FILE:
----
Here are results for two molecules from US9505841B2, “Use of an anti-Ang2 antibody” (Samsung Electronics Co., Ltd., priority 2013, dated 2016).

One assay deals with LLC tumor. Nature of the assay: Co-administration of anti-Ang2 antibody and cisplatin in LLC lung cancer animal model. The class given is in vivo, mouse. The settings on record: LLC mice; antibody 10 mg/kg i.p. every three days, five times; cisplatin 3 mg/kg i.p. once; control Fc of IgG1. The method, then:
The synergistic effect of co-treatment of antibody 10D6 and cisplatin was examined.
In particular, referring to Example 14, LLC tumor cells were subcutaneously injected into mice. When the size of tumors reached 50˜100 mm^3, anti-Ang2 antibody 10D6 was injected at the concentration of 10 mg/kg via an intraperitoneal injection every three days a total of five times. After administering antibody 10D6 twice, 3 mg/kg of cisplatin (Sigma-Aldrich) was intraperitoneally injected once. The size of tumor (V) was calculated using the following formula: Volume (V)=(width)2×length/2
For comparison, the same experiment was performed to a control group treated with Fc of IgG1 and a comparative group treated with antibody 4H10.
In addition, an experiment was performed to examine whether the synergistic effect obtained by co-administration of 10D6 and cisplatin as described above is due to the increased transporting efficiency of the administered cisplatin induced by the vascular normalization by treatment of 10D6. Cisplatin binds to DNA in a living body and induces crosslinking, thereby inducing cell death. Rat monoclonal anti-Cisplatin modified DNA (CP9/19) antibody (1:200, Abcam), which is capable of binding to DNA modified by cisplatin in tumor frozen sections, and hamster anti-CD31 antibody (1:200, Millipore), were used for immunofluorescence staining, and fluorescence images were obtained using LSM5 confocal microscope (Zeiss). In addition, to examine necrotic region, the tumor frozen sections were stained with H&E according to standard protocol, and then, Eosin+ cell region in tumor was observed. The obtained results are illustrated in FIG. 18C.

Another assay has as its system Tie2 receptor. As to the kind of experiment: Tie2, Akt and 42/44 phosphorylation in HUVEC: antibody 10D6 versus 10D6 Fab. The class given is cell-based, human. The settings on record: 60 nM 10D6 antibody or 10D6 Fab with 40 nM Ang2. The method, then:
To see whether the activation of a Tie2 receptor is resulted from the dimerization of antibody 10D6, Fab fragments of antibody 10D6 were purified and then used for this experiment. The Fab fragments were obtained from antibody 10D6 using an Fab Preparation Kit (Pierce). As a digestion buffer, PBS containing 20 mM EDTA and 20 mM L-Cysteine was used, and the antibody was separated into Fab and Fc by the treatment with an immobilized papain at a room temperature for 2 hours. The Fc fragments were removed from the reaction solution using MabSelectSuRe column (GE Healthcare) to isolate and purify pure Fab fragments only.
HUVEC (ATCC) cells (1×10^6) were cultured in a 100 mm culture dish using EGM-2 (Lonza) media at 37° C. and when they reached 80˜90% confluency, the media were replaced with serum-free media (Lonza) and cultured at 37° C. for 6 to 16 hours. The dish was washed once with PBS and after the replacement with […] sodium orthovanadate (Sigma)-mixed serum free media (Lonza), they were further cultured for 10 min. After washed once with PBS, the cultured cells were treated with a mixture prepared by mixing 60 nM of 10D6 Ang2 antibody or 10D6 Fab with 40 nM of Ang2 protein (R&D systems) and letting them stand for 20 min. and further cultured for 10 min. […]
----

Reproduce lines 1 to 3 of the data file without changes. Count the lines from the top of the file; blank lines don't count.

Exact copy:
Here are results for two molecules from US9505841B2, “Use of an anti-Ang2 antibody” (Samsung Electronics Co., Ltd., priority 2013, dated 2016).

One assay deals with LLC tumor. Nature of the assay: Co-administration of anti-Ang2 antibody and cisplatin in LLC lung cancer animal model. The class given is in vivo, mouse. The settings on record: LLC mice; antibody 10 mg/kg i.p. every three days, five times; cisplatin 3 mg/kg i.p. once; control Fc of IgG1. The method, then:
The synergistic effect of co-treatment of antibody 10D6 and cisplatin was examined.